Therefore A is an algebra of sets.

3 .

Let A, B A , A B = . From (5)

µ ( E ( A B )) = µ ( E A c B ) + µ ( E A B c ) = µ ( E B ) + µ ( E

10

A) .

˜

4 . A is a σ -algebra.

From the previous step, by induction, for any ﬁnite disjoint collection ( B j ) of sets:

µ ( E (

n n

j

=1

B j )) =

j

=1

µ ( E B j ) .

Let A = =1 A j , A j A . Then A =

j

=1 B j , B j = A j \ j 1

j

k

=1 A k and

B i B j = ( i = j ). It suﬃces to prove that

µ ( E ) µ ( E (

j

=1

B j )) + µ ( E (

j

=1

B j ) c ) .

(6)

(7)

˜

Since A is an algebra, it follows that

holds for every n :

n j =1 B j

˜

A ( n N ) and the following inequality

µ ( E ) µ ( E (

n

j

=1

B j )) + µ ( E (

n

j

=1

B j ) c ) .

(8)

Since E ( =1 B j ) c E ( =1 B j ) c , by monotonicity of the mesasure and (8)

j

j

n

µ ( E )

n

j =1

µ ( E B j ) + µ ( E A c ) .

(9)

Passing to the limit we get

µ ( E )

j =1

µ ( E B j ) + µ ( E A c ) .

(10)

µ ( E A ) = µ ( E (

j

=1

Compare this with (10):

B j )) = µ (

j

=1

( E B j ))

j

=1

µ ( E B j ) .

µ ( E ) µ ( E A) + µ ( E A c ) .

˜

˜

Thus, A A , which means that A is a σ -algebra.

˜

5 . µ˜ = µ A is a measure.

11

We need to prove only σ -additivity. Let E = =1 A j . From(10) we get

j

∞ ∞

µ

(

j

=1

A j )

j

=1

µ ( A j ) .

The oposite inequality follows from σ -semiadditivity of µ .

˜

6 . A A .

Let A A , E X .

We need to prove:

µ ( E ) µ ( E A) + µ ( E A c ) .

If E A then (11) is clear since E A and E A c are disjoint and both belong to A where µ = µ and so is additive.

(11)

For E X for ε > 0 there exists a A -covering ( E j ) of E such that

µ ( E ) + ε >

j =1

µ ( E j ) .

Now, since E j = ( E j A ) ( E j A c ), one has

µ ( E j ) = µ ( E j A) + µ ( E j A )

and also

(12)

 E ∩ A ⊂ ( E j ∩ A ) j =1 ∞ E ∩ A c ⊂ ( E j ∩ A c ) j =1 By monotonicity and σ -semiadditivity ∞ µ ∗ ( E ∩ A) µ ( E j ∩ A) , j =1 ∞ µ ∗ ( E ∩ A c ) µ ( E j ∩ A c ) .

j

=1

Adding the last two inequalities we obtain

µ ( E

A) + µ ( E A c )

j =1

µ ( E j ) < µ ( E ) + ε.

Since ε > 0 is arbitrary, (11) is proved.

The following theorem is a direct consequence of the previous one.

12

Theorem 3.6 Let A be an algebra of subsets of X and µ be a measure on it. Then there exists a σ -algebra A 1 A and a measure µ 1 on A 1 such that µ 1 A = µ .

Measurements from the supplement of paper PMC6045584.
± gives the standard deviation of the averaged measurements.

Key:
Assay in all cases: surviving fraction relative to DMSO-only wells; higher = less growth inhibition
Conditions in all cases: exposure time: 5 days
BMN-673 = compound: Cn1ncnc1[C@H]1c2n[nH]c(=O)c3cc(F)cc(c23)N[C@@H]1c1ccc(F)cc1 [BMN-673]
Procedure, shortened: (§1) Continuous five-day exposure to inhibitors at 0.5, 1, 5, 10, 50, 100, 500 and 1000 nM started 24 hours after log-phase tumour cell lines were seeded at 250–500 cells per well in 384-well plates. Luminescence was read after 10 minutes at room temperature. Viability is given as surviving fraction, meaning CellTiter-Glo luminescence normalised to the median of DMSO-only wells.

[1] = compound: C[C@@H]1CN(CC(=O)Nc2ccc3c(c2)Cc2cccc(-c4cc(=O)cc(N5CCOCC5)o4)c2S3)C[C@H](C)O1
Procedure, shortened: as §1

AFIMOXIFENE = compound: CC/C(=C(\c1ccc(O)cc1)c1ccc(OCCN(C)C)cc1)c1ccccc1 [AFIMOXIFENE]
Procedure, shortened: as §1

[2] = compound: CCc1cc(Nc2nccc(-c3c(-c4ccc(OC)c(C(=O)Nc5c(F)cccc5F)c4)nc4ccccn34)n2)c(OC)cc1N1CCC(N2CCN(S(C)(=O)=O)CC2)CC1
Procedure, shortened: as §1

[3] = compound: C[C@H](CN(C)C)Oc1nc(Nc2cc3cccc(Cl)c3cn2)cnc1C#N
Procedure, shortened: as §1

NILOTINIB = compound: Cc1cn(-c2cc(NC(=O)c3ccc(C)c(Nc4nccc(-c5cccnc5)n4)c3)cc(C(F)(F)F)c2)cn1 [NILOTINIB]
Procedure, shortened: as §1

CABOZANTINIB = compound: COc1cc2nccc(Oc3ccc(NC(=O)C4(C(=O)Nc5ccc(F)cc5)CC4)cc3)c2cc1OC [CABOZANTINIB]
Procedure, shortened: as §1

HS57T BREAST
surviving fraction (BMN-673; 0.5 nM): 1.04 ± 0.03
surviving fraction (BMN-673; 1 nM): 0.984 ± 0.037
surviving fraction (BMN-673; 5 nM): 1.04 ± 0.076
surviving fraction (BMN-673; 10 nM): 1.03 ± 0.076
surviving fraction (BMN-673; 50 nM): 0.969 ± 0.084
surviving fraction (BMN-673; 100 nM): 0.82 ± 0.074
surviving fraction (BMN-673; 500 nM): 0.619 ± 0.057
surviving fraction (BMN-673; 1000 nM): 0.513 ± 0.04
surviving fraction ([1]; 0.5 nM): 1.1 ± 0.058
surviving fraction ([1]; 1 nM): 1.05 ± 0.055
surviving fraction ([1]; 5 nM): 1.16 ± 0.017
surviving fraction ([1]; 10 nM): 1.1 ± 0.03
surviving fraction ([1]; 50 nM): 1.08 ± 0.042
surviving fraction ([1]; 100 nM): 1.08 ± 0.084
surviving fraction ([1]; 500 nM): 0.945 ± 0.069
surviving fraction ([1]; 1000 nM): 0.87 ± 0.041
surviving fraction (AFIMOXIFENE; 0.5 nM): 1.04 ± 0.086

Remark. Consider again an algebra A of subsets of X . Denot by A σ the generated σ -algebra and construct the extension µ σ of µ on A σ . This extension is called minimal extension of measure .

Hence one can set µ σ = µ˜ A σ . Obviously µ σ is a

minimal extension of µ . It always exists. On can also show (see below) that this extension

is unique.

˜

˜

Since A A therefore A σ A .

Theorem 3.7 Let µ be a measure on an algebra A of subsets of X , µ the corresponding

˜

outer measure. If µ ( A) = 0 for a set A X then A A and µ˜ ( A ) = 0 .

˜

Proof. Clearly, it suﬃces to prove that A A . Further, it suﬃces to prove that µ ( E ) µ ( E A) + µ ( E A c ). The latter statement follows from monotonicity of µ . Indeed,

one has µ ( E A) µ ( A ) = 0 and µ ( E A c ) µ ( E ).

Deﬁnition 3.4 A measure µ on an algebra of sets A is called complete if conditions

B A, A A , µ ( A) = 0 imply B A and

µ ( B ) = 0 .

Corollary. µ˜ is a complete measure.

Deﬁnition 3.5 A measure µ on an algebra A is called ﬁnite if µ ( X ) < . It is called σ -ﬁnite if the is an increasing sequence ( F j ) j 1 A such that X = j F j and µ ( F j ) <

j .

Theorem 3.8 Let µ be a σ -ﬁnite measure on an algebra A . Then there exist a unique

˜

extension of µ to a measure on A .

Proof . It suﬃces to sjow uniqueness. Let ν be another extension of µ ( ν A = µ A ).

˜

First, let µ (and therefore ν, µ ) be ﬁnite. Let A A . Let ( E j ) A such that

A j E j . We have

Therefore

ν ( A) ν (

j

=1

E j )

j

=1

ν ( E j ) =

˜

j

=1

µ ( E j ) .

ν ( A ) µ ( A) A A .

13

˜

Since µ and ν are additive (on A ) it follows that

µ ( A) + µ ( A c ) = ν ( A) + ν ( A c ) .

The terms in the RHS are ﬁnite and ν ( A ) µ ( A) , ν ( A c ) µ ( A c ). From this we infer that

ν ( A) = µ ( A) A A .

˜

Now let µ be σ -ﬁnite, ( F j ) be an increasing sequence of sets from A such that µ ( F j ) < ∞ ∀ j and X = =1 F j . From what we have already proved it follows that

j

˜

µ ( A F j ) = ν ( A F j ) A A .

Therefore

µ ( A ) = lim µ ( A F j ) = lim ν ( A F j ) = ν ( A) .

j

j

Theorem 3.9 (Continuity of measure). Let A be a σ -algebra with a measure µ , { A j } ⊂ A a monotonically increasing sequence of sets. Then

Proof. One has:

A =

µ

(

j =1

A j ) = lim

j

µ ( A j ) .

∞ ∞

j

=1

A j =

j

=2

( A j +1 \ A j ) A 1 .

Using σ -additivity and subtractivity of µ ,

µ ( A) =

j =1

( µ ( A j +1 ) µ ( A j )) + µ ( A 1 ) = lim

j

µ ( A j ) .

Similar assertions for a decreasing sequence of sets in A can be proved using de Morgan formulas.

˜

Theorem 3.10 Let A A . Then for any ε > 0 there exists A ε A such that µ ( A

A ε ) < ε .

Proof. 1 . For any ε > 0 there exists an A cover E j A such that

j

µ ( E j ) < µ ( A) + 2

ε = µ˜ ( A ) + 2 ε .

14

On the other hand,

The monotonicity of µ˜ implies

µ˜ (

j

j

=1

µ ( E j ) µ˜ ( E J ) .

j

E J ) = n→∞ lim µ˜ (

n

j

=1

E j ) ,